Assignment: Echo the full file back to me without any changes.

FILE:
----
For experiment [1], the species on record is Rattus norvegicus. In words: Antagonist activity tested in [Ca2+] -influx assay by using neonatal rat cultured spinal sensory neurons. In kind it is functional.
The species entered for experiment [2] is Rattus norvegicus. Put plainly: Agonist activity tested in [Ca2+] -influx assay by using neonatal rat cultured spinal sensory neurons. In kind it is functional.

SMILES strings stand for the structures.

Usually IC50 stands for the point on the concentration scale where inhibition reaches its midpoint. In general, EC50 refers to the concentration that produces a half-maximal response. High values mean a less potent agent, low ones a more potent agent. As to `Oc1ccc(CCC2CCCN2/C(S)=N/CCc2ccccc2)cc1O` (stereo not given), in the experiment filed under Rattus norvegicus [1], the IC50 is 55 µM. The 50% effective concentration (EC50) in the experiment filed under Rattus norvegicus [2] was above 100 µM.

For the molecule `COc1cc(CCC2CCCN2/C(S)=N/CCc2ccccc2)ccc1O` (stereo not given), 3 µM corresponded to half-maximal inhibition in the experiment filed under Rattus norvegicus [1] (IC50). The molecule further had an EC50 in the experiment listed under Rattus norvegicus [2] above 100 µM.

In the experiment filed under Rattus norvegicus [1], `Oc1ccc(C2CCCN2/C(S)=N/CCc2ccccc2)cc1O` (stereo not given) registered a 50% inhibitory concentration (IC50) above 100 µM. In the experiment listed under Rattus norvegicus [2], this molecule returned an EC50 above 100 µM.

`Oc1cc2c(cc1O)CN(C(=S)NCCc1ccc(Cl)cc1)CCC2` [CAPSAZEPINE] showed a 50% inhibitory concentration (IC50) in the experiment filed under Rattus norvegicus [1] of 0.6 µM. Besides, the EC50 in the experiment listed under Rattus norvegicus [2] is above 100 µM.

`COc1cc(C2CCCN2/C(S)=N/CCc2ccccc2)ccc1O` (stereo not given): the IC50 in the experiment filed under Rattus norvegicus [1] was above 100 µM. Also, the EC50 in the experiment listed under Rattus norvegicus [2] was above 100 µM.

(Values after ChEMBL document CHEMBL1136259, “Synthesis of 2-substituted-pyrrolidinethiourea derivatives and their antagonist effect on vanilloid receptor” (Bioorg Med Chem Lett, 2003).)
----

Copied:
For experiment [1], the species on record is Rattus norvegicus. In words: Antagonist activity tested in [Ca2+] -influx assay by using neonatal rat cultured spinal sensory neurons. In kind it is functional.
The species entered for experiment [2] is Rattus norvegicus. Put plainly: Agonist activity tested in [Ca2+] -influx assay by using neonatal rat cultured spinal sensory neurons. In kind it is functional.

SMILES strings stand for the structures.

Usually IC50 stands for the point on the concentration scale where inhibition reaches its midpoint. In general, EC50 refers to the concentration that produces a half-maximal response. High values mean a less potent agent, low ones a more potent agent. As to `Oc1ccc(CCC2CCCN2/C(S)=N/CCc2ccccc2)cc1O` (stereo not given), in the experiment filed under Rattus norvegicus [1], the IC50 is 55 µM. The 50% effective concentration (EC50) in the experiment filed under Rattus norvegicus [2] was above 100 µM.

For the molecule `COc1cc(CCC2CCCN2/C(S)=N/CCc2ccccc2)ccc1O` (stereo not given), 3 µM corresponded to half-maximal inhibition in the experiment filed under Rattus norvegicus [1] (IC50). The molecule further had an EC50 in the experiment listed under Rattus norvegicus [2] above 100 µM.

In the experiment filed under Rattus norvegicus [1], `Oc1ccc(C2CCCN2/C(S)=N/CCc2ccccc2)cc1O` (stereo not given) registered a 50% inhibitory concentration (IC50) above 100 µM. In the experiment listed under Rattus norvegicus [2], this molecule returned an EC50 above 100 µM.

`Oc1cc2c(cc1O)CN(C(=S)NCCc1ccc(Cl)cc1)CCC2` [CAPSAZEPINE] showed a 50% inhibitory concentration (IC50) in the experiment filed under Rattus norvegicus [1] of 0.6 µM. Besides, the EC50 in the experiment listed under Rattus norvegicus [2] is above 100 µM.

`COc1cc(C2CCCN2/C(S)=N/CCc2ccccc2)ccc1O` (stereo not given): the IC50 in the experiment filed under Rattus norvegicus [1] was above 100 µM. Also, the EC50 in the experiment listed under Rattus norvegicus [2] was above 100 µM.

(Values after ChEMBL document CHEMBL1136259, “Synthesis of 2-substituted-pyrrolidinethiourea derivatives and their antagonist effect on vanilloid receptor” (Bioorg Med Chem Lett, 2003).)